Despite all the alarmism in this thread, I think the resignation letter/layoff is actually fairly common practice and not always a bad thing. I know several people whose employers did this, and they were all able to collect unemployment while they looked for work.

The "resigned" note in the personnel file means that when you next go looking for work you can say that you left because it was not a good fit, not that you were fired. Many employers view this as a courtesy, because getting fired is a blemish on your record.

I'm not a lawyer, but I'm not really freaked out by this plan, either.
posted by croutonsupafreak at 9:24 PM on October 27, 2009 [1 favorite]


The OP didn't say anything about being asked to sign a letter. I would be much more wary if they asked you to lie about it actively.

All the original questions says is that they'll put a note in her file. Let them.
posted by rokusan at 5:35 AM on October 28, 2009


Your employer may also be trying to avoid paying 65% of your COBRA insurance premiums for same reasons as unemployment.

Under the COBRA subsidy contained in ARRA, the employer doesn't pay the 65%. The employer fronts the money for the premium and gets a tax credit for it. The federal government pays the 65%.
posted by Pax at 6:28 AM on October 28, 2009


They, the ex-employer who fired employee want the now ex-employee to believe they are doing a favor. The company is looking out for the company, not the ex-employee. The question is why? They may be afraid you do have a case and file with the EEOC. They are attempting to "make nice" in my opinion.
I do not see any good reason to want this company for a reference. Certainly, you want to include your time there on resume but it is illegal for HR to say how you separated from company. They are only to give dates of employment and salary. Most companies are very adherent to employee disclosure because it is in their best interests.

I "resigned voluntarily" from my last employer based on the letter that was left on my patio from H.R. My situation was a little different. I had won attendance award, had no previous reviews that were negative in any way from manager, and my sales were in the top 20% at the time I was fired without cause. I live in an "at will" state, hired by a corporation in another state. I was ill, and with drs note that prescribed a short leave, I forwarded to a manager who was filling in for my manager of 3.5 years who was also fired a month prior.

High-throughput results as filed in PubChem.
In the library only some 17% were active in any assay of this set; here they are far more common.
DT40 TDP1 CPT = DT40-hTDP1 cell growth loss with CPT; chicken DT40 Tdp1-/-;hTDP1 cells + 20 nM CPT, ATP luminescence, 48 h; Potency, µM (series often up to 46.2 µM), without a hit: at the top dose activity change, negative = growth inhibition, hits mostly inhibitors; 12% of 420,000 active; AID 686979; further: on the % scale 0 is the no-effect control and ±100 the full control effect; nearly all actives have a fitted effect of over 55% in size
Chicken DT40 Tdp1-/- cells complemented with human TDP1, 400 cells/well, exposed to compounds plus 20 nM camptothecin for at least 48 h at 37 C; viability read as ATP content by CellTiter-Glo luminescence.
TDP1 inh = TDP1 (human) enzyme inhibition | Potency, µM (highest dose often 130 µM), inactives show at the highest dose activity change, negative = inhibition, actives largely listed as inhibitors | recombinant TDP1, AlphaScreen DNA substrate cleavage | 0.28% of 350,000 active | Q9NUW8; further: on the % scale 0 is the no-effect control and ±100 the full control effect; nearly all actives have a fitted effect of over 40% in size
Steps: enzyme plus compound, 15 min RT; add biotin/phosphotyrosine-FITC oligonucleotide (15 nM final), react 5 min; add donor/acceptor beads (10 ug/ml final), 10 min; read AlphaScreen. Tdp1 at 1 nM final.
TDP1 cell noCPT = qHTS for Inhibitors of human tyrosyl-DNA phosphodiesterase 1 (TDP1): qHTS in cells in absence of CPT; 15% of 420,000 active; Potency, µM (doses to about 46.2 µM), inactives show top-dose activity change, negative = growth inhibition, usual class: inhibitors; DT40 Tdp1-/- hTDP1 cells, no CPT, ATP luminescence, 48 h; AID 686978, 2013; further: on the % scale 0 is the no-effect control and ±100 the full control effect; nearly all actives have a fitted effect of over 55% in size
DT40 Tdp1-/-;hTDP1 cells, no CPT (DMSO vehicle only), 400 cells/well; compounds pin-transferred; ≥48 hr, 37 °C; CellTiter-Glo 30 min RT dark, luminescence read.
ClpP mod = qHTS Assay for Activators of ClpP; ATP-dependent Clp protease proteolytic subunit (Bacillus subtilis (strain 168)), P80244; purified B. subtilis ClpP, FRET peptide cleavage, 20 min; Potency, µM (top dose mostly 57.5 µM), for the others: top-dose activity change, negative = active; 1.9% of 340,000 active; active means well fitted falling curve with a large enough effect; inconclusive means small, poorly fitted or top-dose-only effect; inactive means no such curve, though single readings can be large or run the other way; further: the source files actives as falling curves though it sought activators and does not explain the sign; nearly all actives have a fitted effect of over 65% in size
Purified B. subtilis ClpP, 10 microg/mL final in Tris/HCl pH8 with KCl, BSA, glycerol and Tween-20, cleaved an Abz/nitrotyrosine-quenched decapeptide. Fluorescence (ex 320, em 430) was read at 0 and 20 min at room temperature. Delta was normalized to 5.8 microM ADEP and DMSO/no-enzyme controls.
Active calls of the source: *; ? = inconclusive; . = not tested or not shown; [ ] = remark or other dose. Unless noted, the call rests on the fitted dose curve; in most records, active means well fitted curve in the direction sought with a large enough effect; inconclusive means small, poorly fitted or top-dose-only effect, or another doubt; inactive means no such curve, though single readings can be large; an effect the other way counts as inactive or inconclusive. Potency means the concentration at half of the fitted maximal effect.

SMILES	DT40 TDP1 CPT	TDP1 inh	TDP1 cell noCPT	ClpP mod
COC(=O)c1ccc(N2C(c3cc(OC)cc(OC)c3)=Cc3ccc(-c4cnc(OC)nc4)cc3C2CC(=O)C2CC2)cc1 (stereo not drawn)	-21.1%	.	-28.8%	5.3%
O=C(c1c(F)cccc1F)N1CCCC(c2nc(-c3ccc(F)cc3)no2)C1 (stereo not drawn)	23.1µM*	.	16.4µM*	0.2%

Instead of directing me to Human Resources, or giving me any info, a letter was sent DHL and I was to sign for it. The DHL delivery person forged signature and lied in reporting letter was in fact delivered to me personally. By the time letter was discovered, the contents were moot. I naively, or perhaps understandably believed the letter from H.R. was a packet I needed to take leave if 2 weeks was more than what I had left in vacation/sick days. It was a letter demanding I contact manager fill in or HR by 530EST the day prior, or they must assume I have terminated employment, or voluntarily resigned.

I called and left message immediately with HR, and explained why I did not call when directed. I received a message back that never acknowledged the non-signature letter drop with no door tag to make me aware of letter, and never acknowledged my DRs note and letter for leave sent to manager fill in. Manager fill in calls and says he heard I was no longer with company. Letter stated he had reported I was not in contact with him, and he reported me to HR. He claims he knows nothing about who enacted the decisions, etc...

When I filed for unemployment benefits, I said I was terminated, and did not voluntarily leave, but was fired subsequent to medical request for leave. That made my benefits put on hold because if I was sick, I was not available to work.

I find out 2 weeks later, my illness was more than what was thought. I was pregnant. Long story short, I was screwed over by HR, manager fill in and the company they work for. The manager fill lied. HR ignored. And it was the most stressful situation I have ever been confronted with.

If I wasn't so emotionally distraught I would have sought out legal advice. I did attempt, and got an immediate response from atty who said he could help me. But, I was admittedly a wreck, and never followed up because I didn't think his firm called me back. After checking my full mailbox, I realized I did get a call back. I was not in my right mind damnit. Usually I am a fighter for what I believe is just, but I was sick.

At the time, all I could bring myself to do was eat and sleep and hope my unborn child was healthy as I awaited cOBRA to approve my application. But, I was not denied unemployment benefits. The investigators with the UC stated company said I was eligible. A favor to an ex-employee who resigned voluntarily? I think not...they were hoping to decrease their potential liability if I were to file with EEOC and sue them under a lawful claim.

They are not worried about you, except in that you may file against them. You are a potential liability. If you have the energy and the motivation I would seek advice on the matter. Look out for yourself, and do not think any employer is going to do so, especially after they just fired you! Good luck!
posted by iGrasshopper at 1:30 PM on November 3, 2009